LearnChemE

#### Heterogeneous Chemical Equilibrium: Screencasts

Explains how chemical equilibrium calculations must take material balances into account when have one or more solid phases in equilibrium with one or more gases.

We suggest you list the important points in this screencast as a way to increase retention.

Explains the equilibrium constant for an ideal gas and for a liquid.

We suggest you list the important points in this screencast as a way to increase retention.

# Important Equations

For a liquid mixture, the activity of a component ($$\hat{a}_i$$) is:

$\hat{a}_i \equiv \frac{\hat{f}_i}{f^{\circ}_i} = x_i \gamma _i$

where $$\hat{f}_i$$ = fugacity of component $$i$$ in the mixture,

$$f^{\circ}_i$$ = fugacity of pure component $$i$$ at standard conditions,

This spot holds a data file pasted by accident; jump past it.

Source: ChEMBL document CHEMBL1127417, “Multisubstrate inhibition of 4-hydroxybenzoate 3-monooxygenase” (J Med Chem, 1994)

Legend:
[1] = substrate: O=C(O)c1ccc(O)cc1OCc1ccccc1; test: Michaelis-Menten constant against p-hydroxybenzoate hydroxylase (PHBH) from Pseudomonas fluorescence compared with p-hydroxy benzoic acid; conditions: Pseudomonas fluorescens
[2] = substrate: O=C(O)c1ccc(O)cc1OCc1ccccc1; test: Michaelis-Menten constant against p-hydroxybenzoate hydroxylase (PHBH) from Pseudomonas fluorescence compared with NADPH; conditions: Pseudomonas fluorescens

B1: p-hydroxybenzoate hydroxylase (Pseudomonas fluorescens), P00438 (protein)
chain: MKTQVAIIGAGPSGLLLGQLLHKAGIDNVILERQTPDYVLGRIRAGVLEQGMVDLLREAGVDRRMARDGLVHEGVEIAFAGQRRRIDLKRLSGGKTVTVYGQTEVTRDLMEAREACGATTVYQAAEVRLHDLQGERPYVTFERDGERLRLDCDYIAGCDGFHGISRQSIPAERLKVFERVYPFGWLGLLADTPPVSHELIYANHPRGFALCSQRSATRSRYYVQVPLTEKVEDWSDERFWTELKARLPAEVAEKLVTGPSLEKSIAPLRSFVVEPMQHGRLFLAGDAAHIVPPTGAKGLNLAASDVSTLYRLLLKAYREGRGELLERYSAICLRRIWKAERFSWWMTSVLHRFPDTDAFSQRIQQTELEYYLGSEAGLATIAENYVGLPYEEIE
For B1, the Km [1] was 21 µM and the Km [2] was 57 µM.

$$x_i$$ = mole fraction of component $$i$$

$$\gamma _i$$ = fugacity coefficient of component $$i$$.

The equilibrium constant, $$K_a$$, which is dimensionless, in terms of activities and fugacities:

$K_a = \prod _i \hat{a}_i ^{\nu_i} = \prod _i \left[ \frac{\hat{f}_i}{f^{\circ} _i} \right] ^{\nu _i}$

where $$\prod$$ represents multiplication and $$\nu _i$$ is the stoichiometric coefficient of component $$i$$.

The equilibrium constant depends on temperature:

$exp \left( -\frac{\Delta G^{\circ} _T}{RT} \right) = K_a$

where $$\Delta G^{\circ} _T$$ = change in Gibbs free energy for the reaction at standard conditions and temperature $$T$$, which is an absolute temperature, and $$R$$ = ideal gas constant.